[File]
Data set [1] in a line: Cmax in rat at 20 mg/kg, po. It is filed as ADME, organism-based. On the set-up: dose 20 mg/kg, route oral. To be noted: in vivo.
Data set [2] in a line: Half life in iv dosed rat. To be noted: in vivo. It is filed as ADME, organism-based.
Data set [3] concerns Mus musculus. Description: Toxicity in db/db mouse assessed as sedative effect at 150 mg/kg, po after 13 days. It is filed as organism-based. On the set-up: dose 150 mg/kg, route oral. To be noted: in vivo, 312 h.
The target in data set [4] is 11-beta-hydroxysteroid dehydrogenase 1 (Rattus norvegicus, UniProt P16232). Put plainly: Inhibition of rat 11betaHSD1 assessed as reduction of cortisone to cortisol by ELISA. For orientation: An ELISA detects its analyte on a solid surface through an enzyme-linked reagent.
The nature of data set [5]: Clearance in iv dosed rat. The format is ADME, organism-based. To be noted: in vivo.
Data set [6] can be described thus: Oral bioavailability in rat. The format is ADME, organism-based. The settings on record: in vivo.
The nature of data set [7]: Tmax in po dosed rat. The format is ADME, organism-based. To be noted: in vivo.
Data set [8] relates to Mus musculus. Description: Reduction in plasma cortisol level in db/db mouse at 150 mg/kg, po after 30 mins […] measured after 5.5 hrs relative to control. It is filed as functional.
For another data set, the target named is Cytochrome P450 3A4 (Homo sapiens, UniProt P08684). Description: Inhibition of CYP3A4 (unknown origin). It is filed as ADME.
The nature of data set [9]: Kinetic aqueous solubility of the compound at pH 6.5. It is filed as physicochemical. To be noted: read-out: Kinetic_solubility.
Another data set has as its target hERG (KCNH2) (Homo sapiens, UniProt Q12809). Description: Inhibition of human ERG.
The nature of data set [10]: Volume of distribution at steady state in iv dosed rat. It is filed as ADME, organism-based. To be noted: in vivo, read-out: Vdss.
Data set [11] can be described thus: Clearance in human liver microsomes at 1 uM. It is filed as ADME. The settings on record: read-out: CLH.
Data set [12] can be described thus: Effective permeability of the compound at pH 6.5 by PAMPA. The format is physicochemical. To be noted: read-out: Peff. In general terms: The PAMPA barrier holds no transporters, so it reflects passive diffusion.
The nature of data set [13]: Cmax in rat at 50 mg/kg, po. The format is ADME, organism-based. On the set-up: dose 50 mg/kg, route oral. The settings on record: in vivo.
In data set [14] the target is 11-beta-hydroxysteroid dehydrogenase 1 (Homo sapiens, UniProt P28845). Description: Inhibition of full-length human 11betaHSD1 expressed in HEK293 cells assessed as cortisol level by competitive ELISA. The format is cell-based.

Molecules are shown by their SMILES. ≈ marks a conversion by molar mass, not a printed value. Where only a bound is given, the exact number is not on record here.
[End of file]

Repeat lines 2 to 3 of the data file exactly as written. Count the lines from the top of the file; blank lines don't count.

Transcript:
Data set [2] in a line: Half life in iv dosed rat. To be noted: in vivo. It is filed as ADME, organism-based.
Data set [3] concerns Mus musculus. Description: Toxicity in db/db mouse assessed as sedative effect at 150 mg/kg, po after 13 days. It is filed as organism-based. On the set-up: dose 150 mg/kg, route oral. To be noted: in vivo, 312 h.